heavy glass globe around it, with frosting in areas,
to diffuse the light. Once (2) or (3) are placed
inside, the power converter in the base of the
bulb will be subject to high temperature.
While the basic light emitting tech of the bulb might
be rated for 10,000 or 25,000, the base can have an
electrolytic capacitor in it, which will be "cooked"
by the heat. The base might fail after 2000 hours,
spoiling the economics. Only the power company wins,
not me. I win a prize, of having to buy another crap bulb.

Only the halogen is compatible with existing fixtures.
The one halogen product I had here, had all sorts
of absurd safety warnings about explosion risk, being
showered with debris and so on. Presumably, to cover
what happens if the glass envelope (protective second
outer layer), is scored or scratched, and could then
crack. If a halogen failed, depending on the halogen
inside the gas filled part, the gas itself probably
isn't that "tasty".

Just about every product now, "stinks" when it fails.
A halogen (that doesn't break), should be OK and odor free.
The halogen just isn't that efficient (43W for 60W equivalent).

On the LEDs, there are two types. Bulbs made with a
phosphor coating right on the LED die. And the newer
concept which is remote phosphor (remote phosphor illuminated
by blue LEDs, with a couple red LEDs thrown in to make it
"warm" in color). I bought one sample of a remote phosphor,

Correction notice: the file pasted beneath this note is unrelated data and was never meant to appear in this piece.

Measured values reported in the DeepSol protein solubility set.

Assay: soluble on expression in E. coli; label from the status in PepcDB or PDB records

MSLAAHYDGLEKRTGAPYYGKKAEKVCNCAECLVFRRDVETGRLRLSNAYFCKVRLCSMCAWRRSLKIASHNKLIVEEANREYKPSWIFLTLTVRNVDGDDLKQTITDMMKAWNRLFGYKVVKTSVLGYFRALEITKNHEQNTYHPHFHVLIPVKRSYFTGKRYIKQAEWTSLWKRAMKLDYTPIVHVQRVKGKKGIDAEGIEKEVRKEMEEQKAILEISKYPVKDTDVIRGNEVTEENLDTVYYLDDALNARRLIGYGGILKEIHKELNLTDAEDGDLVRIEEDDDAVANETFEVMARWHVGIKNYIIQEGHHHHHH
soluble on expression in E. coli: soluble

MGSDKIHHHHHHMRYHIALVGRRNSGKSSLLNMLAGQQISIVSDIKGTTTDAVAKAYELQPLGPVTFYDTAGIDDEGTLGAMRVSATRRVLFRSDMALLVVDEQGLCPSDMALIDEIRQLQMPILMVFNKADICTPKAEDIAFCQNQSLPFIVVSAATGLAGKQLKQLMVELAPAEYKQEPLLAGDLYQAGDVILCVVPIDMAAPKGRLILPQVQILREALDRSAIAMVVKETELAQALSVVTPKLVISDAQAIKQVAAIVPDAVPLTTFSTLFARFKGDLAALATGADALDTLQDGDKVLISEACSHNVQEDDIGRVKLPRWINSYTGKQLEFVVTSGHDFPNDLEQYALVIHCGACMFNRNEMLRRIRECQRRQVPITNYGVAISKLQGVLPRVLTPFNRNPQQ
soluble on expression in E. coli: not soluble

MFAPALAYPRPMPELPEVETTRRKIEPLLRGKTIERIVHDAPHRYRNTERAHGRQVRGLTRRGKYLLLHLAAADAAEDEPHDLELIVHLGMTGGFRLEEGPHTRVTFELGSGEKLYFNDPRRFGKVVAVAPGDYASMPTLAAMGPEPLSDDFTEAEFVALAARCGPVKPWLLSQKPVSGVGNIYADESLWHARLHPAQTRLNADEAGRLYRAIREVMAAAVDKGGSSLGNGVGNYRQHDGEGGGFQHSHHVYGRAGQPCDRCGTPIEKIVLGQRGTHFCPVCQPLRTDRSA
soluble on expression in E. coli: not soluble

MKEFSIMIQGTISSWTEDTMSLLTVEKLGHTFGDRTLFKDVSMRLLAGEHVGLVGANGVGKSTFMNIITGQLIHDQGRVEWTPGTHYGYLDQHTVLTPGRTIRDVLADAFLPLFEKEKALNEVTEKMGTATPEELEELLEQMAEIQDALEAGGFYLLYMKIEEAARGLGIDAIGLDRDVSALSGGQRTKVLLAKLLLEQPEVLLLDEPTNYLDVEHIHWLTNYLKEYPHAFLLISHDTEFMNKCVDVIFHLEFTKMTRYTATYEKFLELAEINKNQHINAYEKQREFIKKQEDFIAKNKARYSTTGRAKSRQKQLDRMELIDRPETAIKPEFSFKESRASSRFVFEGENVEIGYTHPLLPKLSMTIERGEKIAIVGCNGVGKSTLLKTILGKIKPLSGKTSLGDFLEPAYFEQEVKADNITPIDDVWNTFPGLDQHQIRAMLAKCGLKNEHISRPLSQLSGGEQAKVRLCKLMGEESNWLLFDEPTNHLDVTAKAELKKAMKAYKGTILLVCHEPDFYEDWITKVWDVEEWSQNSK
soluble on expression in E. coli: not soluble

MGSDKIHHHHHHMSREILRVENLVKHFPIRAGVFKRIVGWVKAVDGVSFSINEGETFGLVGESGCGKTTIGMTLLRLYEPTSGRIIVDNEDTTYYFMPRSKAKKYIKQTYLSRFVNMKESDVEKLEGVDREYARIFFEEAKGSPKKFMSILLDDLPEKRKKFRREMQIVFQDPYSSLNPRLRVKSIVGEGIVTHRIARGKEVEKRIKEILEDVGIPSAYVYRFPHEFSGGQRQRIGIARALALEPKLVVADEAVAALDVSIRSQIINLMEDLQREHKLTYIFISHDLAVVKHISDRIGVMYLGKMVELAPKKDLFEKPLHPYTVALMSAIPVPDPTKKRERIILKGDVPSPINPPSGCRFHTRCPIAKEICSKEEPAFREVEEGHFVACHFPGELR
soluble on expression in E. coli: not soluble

says on the box "this bulb is *not* yellow". Took it home,
plugged it in, did some simple color testing,
and... it's yellow :-) Hilarious. I love marketing.
I wish I lived in England and they tried that crap
("fit for use").

I've seen precisely one LED bulb, for which the color
was "bang on". A perfect substitute for incandescent.
In that, the color wasn't absurdly off. Only problem
with the bulb, is it weighed around a pound, and ran hot.
15W to make 60W versus the 10W-12W the new remote phosphor
ones use. There were reports of early failures
for that 15W bulb. And like all great products, it's no
longer for sale, replaced by another generation of
losers. The form factor of that one, it's shaped
like a flood light, a big bulb. 2202LEDNR30-LF3-8FR

(Pretty close to what I got - my base was white I think.
Only the color of the light is good, and what I compare
the crap ones to.)

I have purchased enough incandescents, to give the
LED engineers, one more try to get this right. I
know they can do it, based on the bulb with the
six Nichias in it. So it is possible for the color
to be the right mix between neutral white and warm white.
The remote phosphor ones don't even rate a "warm white"
rating, as they're *yellow*. They are bright though.
Just, annoying color. Maybe in a year's time, someone
can award Philips an award for getting the color right.

I don't mind "cool white" lighting (4500K), as that's what my
kitchen is using right now. I built that light, myself,
from LEDs and my own power source :-) I just won't be
lighting the kitchen with yellow bulbs. Efficient or not.
I've had three CFLs fail in the kitchen. The stink from
the third failure, could be smelled in the kitchen for
an entire week. Needless to say, there won't be
any more CFLs in the kitchen. So now I'm on a
home-made LED light. Which runs off a wall adapter.
The wall adapter runs cool.

If you want to make your own lamp, for a base I recommend
a copper "pipe cap". Go to the plumbing store, and find
the biggest copper end cap you can find. Mine might have
been intended for a 1.5" pipe. That makes a nice heatsink
base for your LED. I drilled and tapped that, so a hex shaped
LED could be bolted to the copper. The copper gives you
more options for heat sinking, depending on how much power
the LED uses.

(Example of the concept - smaller copper caps)

Doing the wiring in here, is a bitch, because my
LED was a quad with individual wiring. I had eight